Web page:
Secondly I would like to just point out this thread is specifically about and for UT and PinePhone and not general UT future planning and development discussions. I think we are just beginning to drift slightly.
    No harm at all in that line of thought and discussion but probably better off in a new thread somewhere else. Thank you for your understanding.



  • @GizmoChicken said in PinePhone:

    please consider the reaction of a potential user who's told that the OS he/she is about to install on his/her shiny new Linux phone is based a four year old release

    Honestly? They wouldn't care about it at all, if the phone works great and allow them to do what they want. There are tons of missing features and even more bugs in UT, do you really think that a user will care more about a 20 being displayed on the About page instead of a 16, or what the phone actually does? Why put pressure to switch to 20.04 when the current state of development is to do a successful phone call?



  • Just when I thought I was out...

    @Fla, maybe you didn't read my response to @Lakotaubp in which I wrote:

    "Okay, if you truly need a stable release by March of 2020, then yes, I'll concede that you are making an excellent case for first releasing on 16.04 in March, and updating later."

    But okay, if you want to continue the discussion, here's my response to your inquiries:

    @Fla said in PinePhone:

    There are tons of missing features and even more bugs in UT, do you really think that a user will care more about a 20 being displayed on the About page instead of a 16, or what the phone actually does?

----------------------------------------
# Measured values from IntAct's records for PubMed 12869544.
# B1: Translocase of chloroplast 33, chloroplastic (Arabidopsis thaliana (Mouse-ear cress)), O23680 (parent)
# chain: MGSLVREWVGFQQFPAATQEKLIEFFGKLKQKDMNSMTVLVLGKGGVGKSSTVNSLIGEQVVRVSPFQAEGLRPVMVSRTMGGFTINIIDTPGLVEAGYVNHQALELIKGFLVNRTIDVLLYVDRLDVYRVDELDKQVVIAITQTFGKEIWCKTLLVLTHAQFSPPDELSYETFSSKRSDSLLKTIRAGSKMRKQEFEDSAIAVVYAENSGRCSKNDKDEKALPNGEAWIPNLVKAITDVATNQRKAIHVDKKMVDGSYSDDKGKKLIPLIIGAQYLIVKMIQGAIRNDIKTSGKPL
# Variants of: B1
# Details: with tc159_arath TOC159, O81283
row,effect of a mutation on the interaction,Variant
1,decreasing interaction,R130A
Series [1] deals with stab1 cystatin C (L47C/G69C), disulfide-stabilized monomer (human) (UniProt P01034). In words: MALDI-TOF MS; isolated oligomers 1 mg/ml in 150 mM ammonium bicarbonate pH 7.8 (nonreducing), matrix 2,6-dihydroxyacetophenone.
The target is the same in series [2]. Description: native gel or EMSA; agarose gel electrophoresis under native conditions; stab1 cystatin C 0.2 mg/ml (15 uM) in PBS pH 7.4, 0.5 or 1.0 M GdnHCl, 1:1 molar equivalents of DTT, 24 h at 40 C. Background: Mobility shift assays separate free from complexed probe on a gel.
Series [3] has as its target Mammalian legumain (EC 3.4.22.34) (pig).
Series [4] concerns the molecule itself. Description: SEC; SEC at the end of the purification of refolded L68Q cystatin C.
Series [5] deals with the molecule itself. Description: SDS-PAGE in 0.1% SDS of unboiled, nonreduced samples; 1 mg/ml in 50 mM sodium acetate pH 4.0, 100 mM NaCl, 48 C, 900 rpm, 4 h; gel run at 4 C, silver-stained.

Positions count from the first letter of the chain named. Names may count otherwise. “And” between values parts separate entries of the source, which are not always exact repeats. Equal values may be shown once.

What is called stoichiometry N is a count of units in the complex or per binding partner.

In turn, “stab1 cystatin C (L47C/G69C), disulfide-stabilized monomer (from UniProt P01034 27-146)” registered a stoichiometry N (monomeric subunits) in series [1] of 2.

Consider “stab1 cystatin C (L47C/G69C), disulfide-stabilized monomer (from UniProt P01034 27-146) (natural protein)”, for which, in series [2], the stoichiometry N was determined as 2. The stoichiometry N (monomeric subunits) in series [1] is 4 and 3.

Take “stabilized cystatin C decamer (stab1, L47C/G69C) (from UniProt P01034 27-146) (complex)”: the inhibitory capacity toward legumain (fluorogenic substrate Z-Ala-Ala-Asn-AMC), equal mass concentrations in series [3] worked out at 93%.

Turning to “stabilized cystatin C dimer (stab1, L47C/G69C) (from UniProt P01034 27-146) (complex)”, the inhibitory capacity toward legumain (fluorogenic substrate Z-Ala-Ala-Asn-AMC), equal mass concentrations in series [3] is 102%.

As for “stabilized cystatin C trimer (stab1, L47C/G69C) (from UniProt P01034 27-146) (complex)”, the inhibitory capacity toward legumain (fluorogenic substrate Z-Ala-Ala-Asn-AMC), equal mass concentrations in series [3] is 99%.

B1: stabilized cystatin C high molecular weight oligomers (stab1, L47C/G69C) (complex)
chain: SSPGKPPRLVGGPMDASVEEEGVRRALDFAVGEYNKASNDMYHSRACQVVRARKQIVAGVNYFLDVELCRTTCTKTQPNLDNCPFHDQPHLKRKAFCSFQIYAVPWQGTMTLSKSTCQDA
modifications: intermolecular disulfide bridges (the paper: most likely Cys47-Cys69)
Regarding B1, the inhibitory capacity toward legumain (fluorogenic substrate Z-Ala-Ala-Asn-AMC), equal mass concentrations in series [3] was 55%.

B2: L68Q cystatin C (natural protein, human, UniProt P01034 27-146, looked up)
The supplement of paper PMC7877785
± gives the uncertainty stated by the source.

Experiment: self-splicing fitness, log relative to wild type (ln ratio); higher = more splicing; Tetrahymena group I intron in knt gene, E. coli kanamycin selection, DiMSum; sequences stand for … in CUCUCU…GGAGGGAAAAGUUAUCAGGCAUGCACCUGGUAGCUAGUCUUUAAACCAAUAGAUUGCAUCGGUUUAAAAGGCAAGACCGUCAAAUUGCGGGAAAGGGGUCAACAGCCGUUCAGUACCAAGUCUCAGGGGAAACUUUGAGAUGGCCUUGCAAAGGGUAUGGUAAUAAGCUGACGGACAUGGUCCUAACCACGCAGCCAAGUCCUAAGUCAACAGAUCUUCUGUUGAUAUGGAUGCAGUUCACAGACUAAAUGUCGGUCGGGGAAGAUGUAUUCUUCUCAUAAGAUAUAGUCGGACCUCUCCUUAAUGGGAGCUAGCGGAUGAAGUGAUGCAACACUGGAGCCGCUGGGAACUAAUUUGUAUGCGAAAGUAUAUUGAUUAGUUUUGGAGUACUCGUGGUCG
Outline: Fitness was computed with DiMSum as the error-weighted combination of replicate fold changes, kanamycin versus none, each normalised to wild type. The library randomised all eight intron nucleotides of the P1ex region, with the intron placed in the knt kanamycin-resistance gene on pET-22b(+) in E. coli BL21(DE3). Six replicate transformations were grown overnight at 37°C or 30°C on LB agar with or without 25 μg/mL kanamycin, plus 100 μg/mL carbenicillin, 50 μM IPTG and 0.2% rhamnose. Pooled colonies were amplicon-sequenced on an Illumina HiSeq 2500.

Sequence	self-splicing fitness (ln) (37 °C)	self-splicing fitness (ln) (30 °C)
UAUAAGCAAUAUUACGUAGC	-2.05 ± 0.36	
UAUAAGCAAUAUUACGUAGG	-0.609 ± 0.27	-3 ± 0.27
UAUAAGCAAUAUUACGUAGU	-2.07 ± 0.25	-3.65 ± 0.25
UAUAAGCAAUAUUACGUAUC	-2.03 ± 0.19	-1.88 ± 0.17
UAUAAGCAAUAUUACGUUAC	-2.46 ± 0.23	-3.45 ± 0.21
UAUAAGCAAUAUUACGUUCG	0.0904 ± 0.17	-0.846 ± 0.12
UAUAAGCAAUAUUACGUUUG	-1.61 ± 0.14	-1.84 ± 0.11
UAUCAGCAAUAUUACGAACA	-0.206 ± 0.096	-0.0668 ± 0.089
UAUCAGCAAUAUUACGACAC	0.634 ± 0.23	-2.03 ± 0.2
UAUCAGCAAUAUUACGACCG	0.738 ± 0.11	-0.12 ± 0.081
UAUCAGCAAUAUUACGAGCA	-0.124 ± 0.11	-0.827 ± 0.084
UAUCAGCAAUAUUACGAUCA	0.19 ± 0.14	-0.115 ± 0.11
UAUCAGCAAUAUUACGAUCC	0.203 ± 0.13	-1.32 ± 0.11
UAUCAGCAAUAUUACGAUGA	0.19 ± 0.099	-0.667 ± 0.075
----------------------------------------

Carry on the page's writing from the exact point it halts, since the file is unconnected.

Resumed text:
I'm tempted to say, yes, they'll care because "[20] is [4] louder than [16]." 🙂

    But in all seriousness, yes, I'd rather have tons of missing features and bugs on a new platform, instead tons of missing features and bugs on a soon-to-be-obsolete platform.

    On a soon-to-be-obsolete platform, I'd be asking myself why I'm suffering through these bugs now, only to suffer through an all new batch of bugs next year, or whenever upgraded to 20.04. But maybe that's just me. 🙂

    In any case, as I conceded to @Lakotaubp , perhaps it's better to ship with 16.04 in March, and then upgrade to 20.04 as soon as feasible.

    @Fla said in PinePhone:

    Why put pressure to switch to 20.04 when the current state of development is to do a successful phone call?

    I'll answer that question with a question: Why do you want to strive for a successful phone call on a soon-to-be-obsolete platform, when, instead, you could switch to 20.04 soon, and strive for a successful phone call on a platform that you won't be forced to upgrade in about one year?

    But again, as I conceded to @Lakotaubp , perhaps it's better to ship with 16.04 in March, and then upgrade to 20.04 as soon as feasible.